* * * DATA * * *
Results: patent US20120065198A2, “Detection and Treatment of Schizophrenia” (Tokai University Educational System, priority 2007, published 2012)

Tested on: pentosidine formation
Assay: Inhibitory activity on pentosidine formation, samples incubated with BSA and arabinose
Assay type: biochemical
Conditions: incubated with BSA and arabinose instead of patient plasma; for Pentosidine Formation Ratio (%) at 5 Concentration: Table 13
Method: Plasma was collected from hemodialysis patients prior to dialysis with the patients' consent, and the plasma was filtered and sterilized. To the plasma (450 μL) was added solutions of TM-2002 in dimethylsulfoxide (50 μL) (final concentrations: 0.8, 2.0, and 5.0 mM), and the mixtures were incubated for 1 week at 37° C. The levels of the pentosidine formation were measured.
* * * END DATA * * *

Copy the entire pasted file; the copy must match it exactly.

Results: patent US20120065198A2, “Detection and Treatment of Schizophrenia” (Tokai University Educational System, priority 2007, published 2012)

Tested on: pentosidine formation
Assay: Inhibitory activity on pentosidine formation, samples incubated with BSA and arabinose
Assay type: biochemical
Conditions: incubated with BSA and arabinose instead of patient plasma; for Pentosidine Formation Ratio (%) at 5 Concentration: Table 13
Method: Plasma was collected from hemodialysis patients prior to dialysis with the patients' consent, and the plasma was filtered and sterilized. To the plasma (450 μL) was added solutions of TM-2002 in dimethylsulfoxide (50 μL) (final concentrations: 0.8, 2.0, and 5.0 mM), and the mixtures were incubated for 1 week at 37° C. The levels of the pentosidine formation were measured.